How to Plan Mind-Set Rules to Help a Business Venture Succeed

By Marie Taylor, Steve Crabb

Most business coaches know that the grim reality of business is that grand visions often end in failure, new products are unsuccessful, and new ventures fail to live up to their expectations. In the United States, 33 percent of businesses fail in the first year of trading, and by year three that number rises to 50 percent. You can probably think of many stories where blind enthusiasm and perseverance led to business success, but these stories are the exceptions to the rules.

A successful venture is more likely to be achieved by following the right processes; enthusiasm and perseverance on their own just aren’t enough. What you need are strategies that move a business in the general direction of success. The rapidly changing economic landscape also means that businesses have the added pressure of having to innovate, plan, and execute plans quicker than ever.

Companies now realize the benefits of having a plan that is “good enough for now,” launching a project, gathering feedback, and adjusting to the feedback as the plan evolves. A new paradigm for change is evident in product and service development and how visions are transformed into successful realities.

This paradigm for change is as follows:

  1. Have a vision (get clarity).
  2. Have a strategic plan (good enough for now).
  3. Execute the plan (without it being perfect).
  4. Measure results and get feedback (from customers, team, suppliers).
  5. Adjust the plan according to the feedback received (making sure that everyone is onboard and clear about his responsibilities).
  6. Test that the plan is progressing in the right direction.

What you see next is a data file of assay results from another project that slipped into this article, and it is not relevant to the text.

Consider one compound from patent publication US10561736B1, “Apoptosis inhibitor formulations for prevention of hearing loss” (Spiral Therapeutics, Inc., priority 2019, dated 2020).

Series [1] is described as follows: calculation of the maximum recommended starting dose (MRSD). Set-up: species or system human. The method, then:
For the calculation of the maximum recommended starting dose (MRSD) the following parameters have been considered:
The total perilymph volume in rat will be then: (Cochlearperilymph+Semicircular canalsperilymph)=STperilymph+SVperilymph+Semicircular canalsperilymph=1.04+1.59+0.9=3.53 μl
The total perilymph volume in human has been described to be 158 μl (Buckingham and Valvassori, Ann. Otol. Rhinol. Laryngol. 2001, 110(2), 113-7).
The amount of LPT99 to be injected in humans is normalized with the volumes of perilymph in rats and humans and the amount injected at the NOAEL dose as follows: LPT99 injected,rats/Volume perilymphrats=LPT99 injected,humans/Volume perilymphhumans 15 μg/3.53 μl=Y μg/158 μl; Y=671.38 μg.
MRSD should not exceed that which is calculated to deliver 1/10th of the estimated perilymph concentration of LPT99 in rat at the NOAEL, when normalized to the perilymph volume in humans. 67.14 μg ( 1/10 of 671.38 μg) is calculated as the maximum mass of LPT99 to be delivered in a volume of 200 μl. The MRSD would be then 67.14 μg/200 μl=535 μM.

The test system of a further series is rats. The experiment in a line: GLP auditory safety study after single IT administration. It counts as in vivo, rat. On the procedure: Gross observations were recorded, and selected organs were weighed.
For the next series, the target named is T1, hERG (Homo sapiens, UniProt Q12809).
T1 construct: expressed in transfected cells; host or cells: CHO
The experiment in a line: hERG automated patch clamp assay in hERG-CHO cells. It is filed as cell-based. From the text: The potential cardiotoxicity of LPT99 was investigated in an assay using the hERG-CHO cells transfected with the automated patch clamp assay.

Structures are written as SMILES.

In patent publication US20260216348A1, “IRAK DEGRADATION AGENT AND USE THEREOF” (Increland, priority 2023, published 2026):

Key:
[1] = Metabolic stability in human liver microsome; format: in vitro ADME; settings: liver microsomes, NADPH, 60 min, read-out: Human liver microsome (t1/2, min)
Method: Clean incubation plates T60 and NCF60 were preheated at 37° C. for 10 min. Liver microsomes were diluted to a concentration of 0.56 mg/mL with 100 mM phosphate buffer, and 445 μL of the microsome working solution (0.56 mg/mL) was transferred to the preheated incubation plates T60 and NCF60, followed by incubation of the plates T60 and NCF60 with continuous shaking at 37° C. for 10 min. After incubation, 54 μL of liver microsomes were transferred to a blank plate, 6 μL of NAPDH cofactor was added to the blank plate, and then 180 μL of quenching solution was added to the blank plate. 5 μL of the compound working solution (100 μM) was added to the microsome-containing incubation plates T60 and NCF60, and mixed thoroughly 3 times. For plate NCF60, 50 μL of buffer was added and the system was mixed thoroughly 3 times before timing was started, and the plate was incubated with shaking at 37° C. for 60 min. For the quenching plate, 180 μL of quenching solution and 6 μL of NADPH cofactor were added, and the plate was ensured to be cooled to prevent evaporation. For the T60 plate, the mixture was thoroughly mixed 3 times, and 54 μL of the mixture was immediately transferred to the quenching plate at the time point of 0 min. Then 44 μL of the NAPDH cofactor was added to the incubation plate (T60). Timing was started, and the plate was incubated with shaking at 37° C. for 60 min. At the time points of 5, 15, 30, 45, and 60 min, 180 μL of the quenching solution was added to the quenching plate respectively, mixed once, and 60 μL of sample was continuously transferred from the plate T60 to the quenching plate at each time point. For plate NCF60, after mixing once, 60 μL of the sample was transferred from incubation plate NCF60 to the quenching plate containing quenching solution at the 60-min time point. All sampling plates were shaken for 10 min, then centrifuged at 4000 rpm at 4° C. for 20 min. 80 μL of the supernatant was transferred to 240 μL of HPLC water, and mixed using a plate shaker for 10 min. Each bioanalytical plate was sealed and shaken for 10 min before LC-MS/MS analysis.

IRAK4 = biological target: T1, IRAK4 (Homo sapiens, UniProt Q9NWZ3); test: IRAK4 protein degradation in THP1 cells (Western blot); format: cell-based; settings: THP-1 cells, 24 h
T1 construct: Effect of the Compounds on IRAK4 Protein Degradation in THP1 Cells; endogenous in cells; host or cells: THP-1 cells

Before coaching on planning options, you need to set in place certain attitudes and rules, whether working with an individual, team, or organization. These are the Planning Mind-Set Rules.

Clients must be

  • In a calm, relaxed state before any planning or appraisal: Avoid being overly enthusiastic, because it can distort perceptions, leading to blind enthusiasm. Avoid negativity because it can lead to ideas being dismissed before they’re properly assessed.
  • Open-minded to all options and willing to explore and play: Many great ideas come from “out-of-the-box” or “blue-sky” thinking.
  • Honest and vulnerable, with a willingness to hear, contribute, and welcome all feedback: Being precious about an idea or a way to achieve something can prevent clients from seeing a quicker, easier, or better way. Fear of offering a comment or idea or asking a question can mean that a valuable insight may be missed.
  • Neutrally detached from the outcomes of the plan: Separating any attachment from the outcomes of a project means that the plan can be appraised from an unbiased perspective, without any neediness or desperateness for the plan to work.
  • Committed to engaging and contributing to the planning process: Clients sometimes detach from the planning process for reasons they may not always be able to voice. Gain a willingness to engage, setting aside all personal reservations about the vision.

The Planning Mind-Set Rules set the conditions for successful, creative, and worthwhile coaching sessions. Always set out these conditions and get clients’ willingness and verbal agreement to adhere to these rules before starting. If there is reluctance to engage, this reluctance must be immediately addressed. Neutralizing any objections or resistance in advance sets the session up for success. Write down the rules and post them on the wall as reminders.